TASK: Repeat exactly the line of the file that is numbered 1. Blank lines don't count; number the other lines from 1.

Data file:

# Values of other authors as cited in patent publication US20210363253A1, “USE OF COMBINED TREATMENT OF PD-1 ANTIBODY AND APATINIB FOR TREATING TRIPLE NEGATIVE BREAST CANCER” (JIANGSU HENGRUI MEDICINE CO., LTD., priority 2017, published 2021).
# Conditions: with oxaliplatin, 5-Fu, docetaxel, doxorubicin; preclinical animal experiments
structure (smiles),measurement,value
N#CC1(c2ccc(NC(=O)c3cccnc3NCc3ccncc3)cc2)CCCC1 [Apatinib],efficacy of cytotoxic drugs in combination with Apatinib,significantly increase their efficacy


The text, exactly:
# Values of other authors as cited in patent publication US20210363253A1, “USE OF COMBINED TREATMENT OF PD-1 ANTIBODY AND APATINIB FOR TREATING TRIPLE NEGATIVE BREAST CANCER” (JIANGSU HENGRUI MEDICINE CO., LTD., priority 2017, published 2021).